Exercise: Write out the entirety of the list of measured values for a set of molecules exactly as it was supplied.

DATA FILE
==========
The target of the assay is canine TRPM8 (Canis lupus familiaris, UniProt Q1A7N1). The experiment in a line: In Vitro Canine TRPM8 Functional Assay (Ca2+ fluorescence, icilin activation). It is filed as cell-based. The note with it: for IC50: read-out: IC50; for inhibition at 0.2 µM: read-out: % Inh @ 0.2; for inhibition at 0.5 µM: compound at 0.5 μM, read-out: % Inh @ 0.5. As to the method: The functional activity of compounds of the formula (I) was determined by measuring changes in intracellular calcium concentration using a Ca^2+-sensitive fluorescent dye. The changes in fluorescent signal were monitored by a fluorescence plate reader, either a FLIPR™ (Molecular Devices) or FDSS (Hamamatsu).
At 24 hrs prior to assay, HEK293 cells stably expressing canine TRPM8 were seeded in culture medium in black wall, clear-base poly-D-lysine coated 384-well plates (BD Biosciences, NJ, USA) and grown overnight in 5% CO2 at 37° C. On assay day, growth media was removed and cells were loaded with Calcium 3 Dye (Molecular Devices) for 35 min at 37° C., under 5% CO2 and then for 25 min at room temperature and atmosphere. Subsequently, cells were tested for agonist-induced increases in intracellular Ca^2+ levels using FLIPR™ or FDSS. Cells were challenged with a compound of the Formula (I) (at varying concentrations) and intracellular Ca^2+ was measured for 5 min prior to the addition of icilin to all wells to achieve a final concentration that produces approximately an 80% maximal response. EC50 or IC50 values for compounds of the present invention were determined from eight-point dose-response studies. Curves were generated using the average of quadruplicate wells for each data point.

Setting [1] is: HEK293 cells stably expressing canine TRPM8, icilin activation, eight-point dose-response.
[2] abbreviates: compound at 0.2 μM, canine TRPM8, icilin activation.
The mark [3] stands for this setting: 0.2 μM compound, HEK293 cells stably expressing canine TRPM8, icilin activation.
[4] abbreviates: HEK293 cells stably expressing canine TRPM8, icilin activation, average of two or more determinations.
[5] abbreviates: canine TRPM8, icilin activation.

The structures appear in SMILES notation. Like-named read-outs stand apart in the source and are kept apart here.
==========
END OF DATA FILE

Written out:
The target of the assay is canine TRPM8 (Canis lupus familiaris, UniProt Q1A7N1). The experiment in a line: In Vitro Canine TRPM8 Functional Assay (Ca2+ fluorescence, icilin activation). It is filed as cell-based. The note with it: for IC50: read-out: IC50; for inhibition at 0.2 µM: read-out: % Inh @ 0.2; for inhibition at 0.5 µM: compound at 0.5 μM, read-out: % Inh @ 0.5. As to the method: The functional activity of compounds of the formula (I) was determined by measuring changes in intracellular calcium concentration using a Ca^2+-sensitive fluorescent dye. The changes in fluorescent signal were monitored by a fluorescence plate reader, either a FLIPR™ (Molecular Devices) or FDSS (Hamamatsu).
At 24 hrs prior to assay, HEK293 cells stably expressing canine TRPM8 were seeded in culture medium in black wall, clear-base poly-D-lysine coated 384-well plates (BD Biosciences, NJ, USA) and grown overnight in 5% CO2 at 37° C. On assay day, growth media was removed and cells were loaded with Calcium 3 Dye (Molecular Devices) for 35 min at 37° C., under 5% CO2 and then for 25 min at room temperature and atmosphere. Subsequently, cells were tested for agonist-induced increases in intracellular Ca^2+ levels using FLIPR™ or FDSS. Cells were challenged with a compound of the Formula (I) (at varying concentrations) and intracellular Ca^2+ was measured for 5 min prior to the addition of icilin to all wells to achieve a final concentration that produces approximately an 80% maximal response. EC50 or IC50 values for compounds of the present invention were determined from eight-point dose-response studies. Curves were generated using the average of quadruplicate wells for each data point.

Setting [1] is: HEK293 cells stably expressing canine TRPM8, icilin activation, eight-point dose-response.
[2] abbreviates: compound at 0.2 μM, canine TRPM8, icilin activation.
The mark [3] stands for this setting: 0.2 μM compound, HEK293 cells stably expressing canine TRPM8, icilin activation.
[4] abbreviates: HEK293 cells stably expressing canine TRPM8, icilin activation, average of two or more determinations.
[5] abbreviates: canine TRPM8, icilin activation.

The structures appear in SMILES notation. Like-named read-outs stand apart in the source and are kept apart here.